FRANKFORT, Ky. (KT) - Kentucky is one of 19 states whose voter information is being sold on the Dark Web, according to a report by a website that covers news for IT professionals and decision-makers.
ZDNet reported Monday afternoon voter information for approximately 35 million U.S. citizens is being peddled on a popular hacking forum.
"To our knowledge this represents the first reference on the criminal underground of actors selling or distributing lists of 2018 voter registration data," said researchers from Anomali Labs and Intel471, the two companies who spotted the forum ad, told ZDNet.
The two companies said they've reviewed a sample of the database records and determined the data to be valid with a "high degree of confidence."
Researchers told ZDNet the data contains details such as full name, phone numbers, physical addresses, voting history, and other voting-related information. It is worth noting that some states consider this data public and offer it for download for free, but not all states have this policy.
In addition to Kentucky, which the hacker is selling for $2,000, the other states advertised were:
Montana, Louisiana, Iowa, Utah, Oregon South Carolina, Wisconsin, Kansas, Georgia, New Mexico, Minnesota, Wyoming, Idaho, Tennessee, South Dakota, Mississippi, West Virginia and Texas.
Prices ranged from $150 for Minnesota to $12,500 for Wisconsin.
Before the new post advertising voter records from 19 states, the hacker also shared voter records on his forum from five other states: Connecticut, Florida, North Carolina, Ohio and Washington.
Kentucky Secretary of State Alison Lundergan Grimes issued a statement Monday afternoon, saying she is working with the state’s election integrity partners, including the Department of Homeland Security, to investigate the matter.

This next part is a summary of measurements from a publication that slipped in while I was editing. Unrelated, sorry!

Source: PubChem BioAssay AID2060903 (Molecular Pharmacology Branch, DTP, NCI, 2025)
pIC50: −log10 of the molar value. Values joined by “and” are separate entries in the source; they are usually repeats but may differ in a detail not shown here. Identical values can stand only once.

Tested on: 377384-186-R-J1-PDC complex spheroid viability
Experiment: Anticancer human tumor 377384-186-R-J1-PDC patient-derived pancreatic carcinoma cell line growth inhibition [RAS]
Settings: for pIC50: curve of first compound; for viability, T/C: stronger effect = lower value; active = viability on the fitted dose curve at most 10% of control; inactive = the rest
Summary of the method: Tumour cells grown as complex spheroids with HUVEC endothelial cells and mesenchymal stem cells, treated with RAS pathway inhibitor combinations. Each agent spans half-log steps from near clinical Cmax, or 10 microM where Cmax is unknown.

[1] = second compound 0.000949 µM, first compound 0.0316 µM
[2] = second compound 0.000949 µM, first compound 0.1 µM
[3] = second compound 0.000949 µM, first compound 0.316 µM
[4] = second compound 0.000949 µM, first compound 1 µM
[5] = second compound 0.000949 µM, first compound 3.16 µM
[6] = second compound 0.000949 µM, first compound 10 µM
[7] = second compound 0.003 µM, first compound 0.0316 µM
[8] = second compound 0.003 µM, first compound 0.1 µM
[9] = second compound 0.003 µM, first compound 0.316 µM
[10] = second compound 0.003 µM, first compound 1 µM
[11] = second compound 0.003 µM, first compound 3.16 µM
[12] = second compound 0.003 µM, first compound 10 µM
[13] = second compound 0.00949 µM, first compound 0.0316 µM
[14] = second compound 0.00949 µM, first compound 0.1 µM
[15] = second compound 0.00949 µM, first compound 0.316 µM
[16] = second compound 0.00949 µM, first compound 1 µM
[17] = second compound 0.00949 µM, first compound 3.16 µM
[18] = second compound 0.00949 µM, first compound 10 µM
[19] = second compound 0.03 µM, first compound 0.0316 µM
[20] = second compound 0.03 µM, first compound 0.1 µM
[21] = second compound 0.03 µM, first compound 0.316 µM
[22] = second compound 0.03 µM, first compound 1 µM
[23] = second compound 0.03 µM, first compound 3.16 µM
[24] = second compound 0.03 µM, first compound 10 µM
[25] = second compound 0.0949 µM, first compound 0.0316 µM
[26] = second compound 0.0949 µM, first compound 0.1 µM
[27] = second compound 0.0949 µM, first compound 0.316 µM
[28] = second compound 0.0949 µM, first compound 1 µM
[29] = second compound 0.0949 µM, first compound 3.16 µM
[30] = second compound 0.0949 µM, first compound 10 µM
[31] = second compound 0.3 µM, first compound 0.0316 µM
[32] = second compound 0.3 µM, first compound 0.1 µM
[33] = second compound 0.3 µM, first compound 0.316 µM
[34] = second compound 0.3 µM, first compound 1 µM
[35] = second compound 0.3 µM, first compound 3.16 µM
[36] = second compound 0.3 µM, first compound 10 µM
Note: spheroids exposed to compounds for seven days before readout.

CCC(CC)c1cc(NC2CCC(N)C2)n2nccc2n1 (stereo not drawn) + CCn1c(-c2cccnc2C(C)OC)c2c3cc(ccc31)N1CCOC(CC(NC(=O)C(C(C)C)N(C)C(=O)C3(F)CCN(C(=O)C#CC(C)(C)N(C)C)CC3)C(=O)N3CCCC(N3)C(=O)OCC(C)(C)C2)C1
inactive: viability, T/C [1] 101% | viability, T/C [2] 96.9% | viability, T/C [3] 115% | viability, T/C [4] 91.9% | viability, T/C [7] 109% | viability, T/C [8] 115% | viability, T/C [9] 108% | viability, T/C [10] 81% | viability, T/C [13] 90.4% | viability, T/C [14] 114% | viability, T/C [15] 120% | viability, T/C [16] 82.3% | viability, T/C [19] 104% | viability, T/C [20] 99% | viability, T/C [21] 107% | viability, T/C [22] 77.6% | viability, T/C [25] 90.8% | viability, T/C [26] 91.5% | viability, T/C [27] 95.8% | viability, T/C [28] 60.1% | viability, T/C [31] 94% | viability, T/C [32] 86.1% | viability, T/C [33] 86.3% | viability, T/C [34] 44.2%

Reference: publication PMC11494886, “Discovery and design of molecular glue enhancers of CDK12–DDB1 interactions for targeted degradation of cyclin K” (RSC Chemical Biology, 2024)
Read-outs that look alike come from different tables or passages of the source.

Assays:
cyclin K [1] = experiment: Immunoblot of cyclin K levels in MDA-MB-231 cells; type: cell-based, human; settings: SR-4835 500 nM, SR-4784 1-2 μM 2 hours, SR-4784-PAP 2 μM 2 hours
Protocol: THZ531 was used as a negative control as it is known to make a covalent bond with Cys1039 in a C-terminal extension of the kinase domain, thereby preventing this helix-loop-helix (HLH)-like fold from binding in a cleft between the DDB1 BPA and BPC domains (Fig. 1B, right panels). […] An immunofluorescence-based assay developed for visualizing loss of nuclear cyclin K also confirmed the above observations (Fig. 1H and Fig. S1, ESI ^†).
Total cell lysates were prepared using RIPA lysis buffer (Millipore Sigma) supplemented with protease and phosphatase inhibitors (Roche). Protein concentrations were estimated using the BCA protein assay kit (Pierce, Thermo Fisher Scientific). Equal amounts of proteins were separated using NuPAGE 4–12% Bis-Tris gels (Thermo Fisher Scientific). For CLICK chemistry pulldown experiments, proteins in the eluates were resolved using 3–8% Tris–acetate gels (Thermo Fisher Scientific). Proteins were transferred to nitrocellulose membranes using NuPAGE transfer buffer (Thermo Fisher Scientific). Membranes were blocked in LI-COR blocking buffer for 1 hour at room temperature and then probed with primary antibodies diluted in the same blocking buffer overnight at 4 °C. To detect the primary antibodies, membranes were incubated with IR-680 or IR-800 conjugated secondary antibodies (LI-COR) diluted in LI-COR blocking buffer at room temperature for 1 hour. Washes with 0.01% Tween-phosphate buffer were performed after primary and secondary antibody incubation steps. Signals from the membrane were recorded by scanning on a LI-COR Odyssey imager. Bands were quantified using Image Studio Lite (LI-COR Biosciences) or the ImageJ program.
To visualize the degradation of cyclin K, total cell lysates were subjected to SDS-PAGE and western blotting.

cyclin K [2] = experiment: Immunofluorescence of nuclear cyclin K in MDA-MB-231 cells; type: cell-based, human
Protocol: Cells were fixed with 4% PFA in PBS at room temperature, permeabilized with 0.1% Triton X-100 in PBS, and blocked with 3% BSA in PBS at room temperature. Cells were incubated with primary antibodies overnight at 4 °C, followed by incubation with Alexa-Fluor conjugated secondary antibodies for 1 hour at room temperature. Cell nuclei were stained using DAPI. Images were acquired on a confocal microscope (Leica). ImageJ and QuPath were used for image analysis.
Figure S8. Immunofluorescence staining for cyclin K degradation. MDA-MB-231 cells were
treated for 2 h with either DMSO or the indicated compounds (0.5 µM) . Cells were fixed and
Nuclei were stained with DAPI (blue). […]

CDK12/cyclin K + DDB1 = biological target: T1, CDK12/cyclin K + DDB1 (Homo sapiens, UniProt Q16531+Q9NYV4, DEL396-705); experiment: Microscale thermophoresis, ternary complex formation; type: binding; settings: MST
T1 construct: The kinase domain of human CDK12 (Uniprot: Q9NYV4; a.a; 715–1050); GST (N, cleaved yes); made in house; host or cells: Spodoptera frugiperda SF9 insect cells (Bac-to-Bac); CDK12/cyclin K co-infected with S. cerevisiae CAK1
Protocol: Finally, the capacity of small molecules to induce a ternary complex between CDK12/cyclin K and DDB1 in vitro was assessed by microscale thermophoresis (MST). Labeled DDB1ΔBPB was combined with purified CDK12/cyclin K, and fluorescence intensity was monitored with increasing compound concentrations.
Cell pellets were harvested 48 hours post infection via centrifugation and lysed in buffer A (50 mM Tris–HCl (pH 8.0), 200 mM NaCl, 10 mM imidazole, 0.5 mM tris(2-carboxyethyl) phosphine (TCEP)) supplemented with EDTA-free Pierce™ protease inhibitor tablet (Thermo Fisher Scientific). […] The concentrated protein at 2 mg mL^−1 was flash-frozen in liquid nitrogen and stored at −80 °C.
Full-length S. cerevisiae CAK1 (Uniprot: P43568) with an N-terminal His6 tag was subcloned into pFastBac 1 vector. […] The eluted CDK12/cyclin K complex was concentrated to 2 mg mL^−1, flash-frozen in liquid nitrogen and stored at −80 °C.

“The revelation that this data is being peddled on the Dark Web and could potentially fall into the hands of bad actors greatly concerns me and should every Kentuckian,” she said.
“Let me be clear: as the Commonwealth's chief election official, protecting our elections and Kentucky voters’ data remains my highest priority. It is why I have repeatedly called for more oversight over the State Board of Elections, not less.
“At this time, I have no reason to believe Kentucky's voter registration system has been compromised. This incident, however, underscores the serious need to ensure our staff are not releasing information in the public domain which weaken Kentucky’s cybersecurity efforts and that the Board must move quickly to put in place new defenses under our Help America Vote Act plan.”
Earlier on Monday, Grimes’ Election Integrity Task Force gathered for their pre-election meeting in Frankfort.